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House Playlist: Liars, Dirty Projectors, & A Place to Bury Strangers

Liars’s “No. 1 Against the Rush” is a tight arrangement of gloomy dance music.




House Playlist: Liars, Dirty Projectors, & A Place to Bury Strangers

Liars, “No. 1 Against the Rush.” The first time I heard Liars was about a decade ago in a dorm basement, where Angus Andrew and company cleared the floor during a long interlude of ear-splitting feedback. On “No. 1 Against the Rush,” the band that grinned ear to ear watching us run for the doors, is gone, having traded in the dissonance for something actually really pleasant. A swift arpeggio of harmonics slides in and out of phase as a mechanical disco beat pushes the whole thing forward. This is a tight arrangement of gloomy dance music, though the song’s chaotic closing moments suggest that that sense of calm and control won’t last for the entirety of the band’s forthcoming LP, WIXIW. Manan Desai

Dirty Projectors, “Gun Has No Trigger.” Dirty Projectors aren’t typically the first group that pops into one’s head when considering a mixtape of funk-infused college-radio rock. In fact, their recent collection of Earth Day ditties crafted in collaboration with Björk, efficacious though they may have been, might qualify for the title of “whitest music of our era.” Nonetheless, the chorus of their new single, “Gun Has No Trigger,” manages to suggest the faintest hint of what it might sound like if Mr. Wiggles’s school of fin-clapping fish were to be conducted by Danger Mouse. It’s only a small dip into the shallow end of funk, complete with water wings, but maybe just with a little more effort, they’ll get their head underwater. Eric Henderson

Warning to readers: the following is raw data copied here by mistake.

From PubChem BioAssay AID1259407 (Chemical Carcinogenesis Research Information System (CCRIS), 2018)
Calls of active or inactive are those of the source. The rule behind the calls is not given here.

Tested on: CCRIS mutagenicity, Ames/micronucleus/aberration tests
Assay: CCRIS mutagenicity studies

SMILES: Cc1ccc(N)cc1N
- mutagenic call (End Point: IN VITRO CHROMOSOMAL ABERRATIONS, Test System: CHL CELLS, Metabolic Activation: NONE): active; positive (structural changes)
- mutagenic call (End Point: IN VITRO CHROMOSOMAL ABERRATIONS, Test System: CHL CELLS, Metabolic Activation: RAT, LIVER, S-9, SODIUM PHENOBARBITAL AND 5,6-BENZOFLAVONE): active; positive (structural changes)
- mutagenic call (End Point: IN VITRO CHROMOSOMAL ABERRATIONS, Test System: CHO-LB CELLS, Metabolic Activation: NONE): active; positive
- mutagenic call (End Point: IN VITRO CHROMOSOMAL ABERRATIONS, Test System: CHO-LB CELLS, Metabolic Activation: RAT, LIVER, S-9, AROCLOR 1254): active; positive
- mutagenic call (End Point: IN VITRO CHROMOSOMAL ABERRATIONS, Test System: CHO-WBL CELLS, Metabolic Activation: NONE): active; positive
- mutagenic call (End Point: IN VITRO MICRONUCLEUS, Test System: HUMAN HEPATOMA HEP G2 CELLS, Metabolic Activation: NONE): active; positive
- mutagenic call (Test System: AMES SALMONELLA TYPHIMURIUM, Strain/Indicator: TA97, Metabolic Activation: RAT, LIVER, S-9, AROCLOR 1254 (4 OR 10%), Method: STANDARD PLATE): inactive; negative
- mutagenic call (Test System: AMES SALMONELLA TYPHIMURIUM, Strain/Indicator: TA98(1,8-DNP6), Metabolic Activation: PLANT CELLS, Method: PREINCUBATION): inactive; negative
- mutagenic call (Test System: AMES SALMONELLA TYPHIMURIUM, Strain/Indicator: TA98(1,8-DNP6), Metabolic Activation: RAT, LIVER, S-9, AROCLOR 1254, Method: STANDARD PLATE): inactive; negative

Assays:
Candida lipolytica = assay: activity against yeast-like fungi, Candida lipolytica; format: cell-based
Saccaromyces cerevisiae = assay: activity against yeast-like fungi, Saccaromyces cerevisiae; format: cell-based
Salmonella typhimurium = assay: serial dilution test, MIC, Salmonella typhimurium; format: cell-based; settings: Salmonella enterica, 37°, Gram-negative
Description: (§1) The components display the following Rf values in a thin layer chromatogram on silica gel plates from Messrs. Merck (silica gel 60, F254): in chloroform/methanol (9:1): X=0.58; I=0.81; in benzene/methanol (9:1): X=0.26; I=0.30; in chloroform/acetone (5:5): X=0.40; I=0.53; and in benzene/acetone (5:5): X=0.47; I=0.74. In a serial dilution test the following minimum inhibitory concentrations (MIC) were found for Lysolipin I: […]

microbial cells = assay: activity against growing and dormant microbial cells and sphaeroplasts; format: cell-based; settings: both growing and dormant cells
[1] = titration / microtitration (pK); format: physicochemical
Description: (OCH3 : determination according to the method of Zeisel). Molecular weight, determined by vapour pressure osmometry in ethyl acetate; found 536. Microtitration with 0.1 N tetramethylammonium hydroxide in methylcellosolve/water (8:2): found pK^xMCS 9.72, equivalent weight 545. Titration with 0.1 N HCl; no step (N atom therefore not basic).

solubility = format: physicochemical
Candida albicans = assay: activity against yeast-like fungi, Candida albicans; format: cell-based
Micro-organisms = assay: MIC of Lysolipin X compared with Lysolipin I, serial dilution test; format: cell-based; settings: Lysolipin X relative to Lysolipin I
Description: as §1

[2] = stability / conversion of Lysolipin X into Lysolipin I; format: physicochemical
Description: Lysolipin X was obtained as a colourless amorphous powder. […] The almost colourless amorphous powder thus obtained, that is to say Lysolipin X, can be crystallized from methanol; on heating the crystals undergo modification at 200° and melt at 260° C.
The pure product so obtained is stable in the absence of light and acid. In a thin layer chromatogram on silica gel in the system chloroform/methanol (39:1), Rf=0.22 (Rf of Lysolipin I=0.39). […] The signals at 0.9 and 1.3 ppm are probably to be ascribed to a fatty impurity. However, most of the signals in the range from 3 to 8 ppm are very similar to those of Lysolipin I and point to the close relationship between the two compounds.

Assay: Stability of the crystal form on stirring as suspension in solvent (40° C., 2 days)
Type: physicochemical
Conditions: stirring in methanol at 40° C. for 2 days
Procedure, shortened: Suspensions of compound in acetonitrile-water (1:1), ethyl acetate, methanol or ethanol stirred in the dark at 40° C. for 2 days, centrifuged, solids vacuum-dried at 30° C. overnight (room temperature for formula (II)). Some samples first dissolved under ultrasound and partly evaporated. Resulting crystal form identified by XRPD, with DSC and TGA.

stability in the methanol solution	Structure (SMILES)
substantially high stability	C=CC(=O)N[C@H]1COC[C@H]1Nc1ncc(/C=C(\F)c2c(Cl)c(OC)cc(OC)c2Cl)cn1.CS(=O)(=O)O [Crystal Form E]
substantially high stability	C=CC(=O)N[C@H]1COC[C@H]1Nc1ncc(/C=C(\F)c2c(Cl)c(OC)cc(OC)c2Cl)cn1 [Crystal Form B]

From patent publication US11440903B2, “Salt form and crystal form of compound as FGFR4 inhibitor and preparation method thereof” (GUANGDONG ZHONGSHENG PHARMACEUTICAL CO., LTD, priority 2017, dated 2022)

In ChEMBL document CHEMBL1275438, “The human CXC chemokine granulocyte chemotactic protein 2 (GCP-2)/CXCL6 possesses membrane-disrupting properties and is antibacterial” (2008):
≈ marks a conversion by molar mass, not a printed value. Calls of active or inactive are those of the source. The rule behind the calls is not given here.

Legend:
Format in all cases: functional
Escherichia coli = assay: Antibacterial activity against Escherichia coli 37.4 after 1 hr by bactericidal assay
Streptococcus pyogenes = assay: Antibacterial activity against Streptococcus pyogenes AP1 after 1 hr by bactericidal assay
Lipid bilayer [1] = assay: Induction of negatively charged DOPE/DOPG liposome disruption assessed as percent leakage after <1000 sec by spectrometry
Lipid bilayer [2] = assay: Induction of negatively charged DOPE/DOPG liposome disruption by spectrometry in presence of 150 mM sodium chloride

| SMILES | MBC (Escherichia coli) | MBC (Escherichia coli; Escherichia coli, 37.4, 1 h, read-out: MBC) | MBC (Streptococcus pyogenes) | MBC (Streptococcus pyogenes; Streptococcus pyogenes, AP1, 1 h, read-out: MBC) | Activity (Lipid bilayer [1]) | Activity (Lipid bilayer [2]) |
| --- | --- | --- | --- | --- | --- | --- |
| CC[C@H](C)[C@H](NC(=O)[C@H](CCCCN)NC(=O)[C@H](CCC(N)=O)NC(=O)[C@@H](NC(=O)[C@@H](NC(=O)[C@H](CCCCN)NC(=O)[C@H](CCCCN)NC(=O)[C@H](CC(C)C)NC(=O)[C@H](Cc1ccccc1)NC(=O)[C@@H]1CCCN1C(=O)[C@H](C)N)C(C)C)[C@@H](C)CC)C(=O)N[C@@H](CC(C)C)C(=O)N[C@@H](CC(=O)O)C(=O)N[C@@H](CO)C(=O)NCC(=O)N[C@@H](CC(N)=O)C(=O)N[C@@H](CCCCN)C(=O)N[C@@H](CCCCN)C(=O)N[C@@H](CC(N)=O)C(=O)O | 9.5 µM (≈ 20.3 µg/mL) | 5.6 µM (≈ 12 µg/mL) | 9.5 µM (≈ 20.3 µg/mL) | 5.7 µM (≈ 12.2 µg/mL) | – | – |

A Place to Bury Strangers, “You Are the One.” It’s no coincidence that A Place to Bury Strangers records are overlaid with images of buildings melting or already eviscerated: The Brooklyn duo’s appetite for destruction is its calling card. With the lead single from their upcoming Worship, the band reanimates the gloomiest tingles from its last EP. “You Are the One” tethers singer-guitarist Oliver Ackermann’s dictionary of distortion to the post-punk bass chug of Dion Lunadon. Ackermann mimes an Ian Curtis incantation about losing control, grumbling about “speeding cars” and following the road “into the lake” while guitars hydroplane around him in dissonant bliss. “It felt so good inside, when you took my life,” he sings a final time before careening into a wall of fuzz and feedback. When he mumbles, “I wish I had the chance to do it all again,” he means it. M. Sean Ryan

This article was originally published on The House Next Door.

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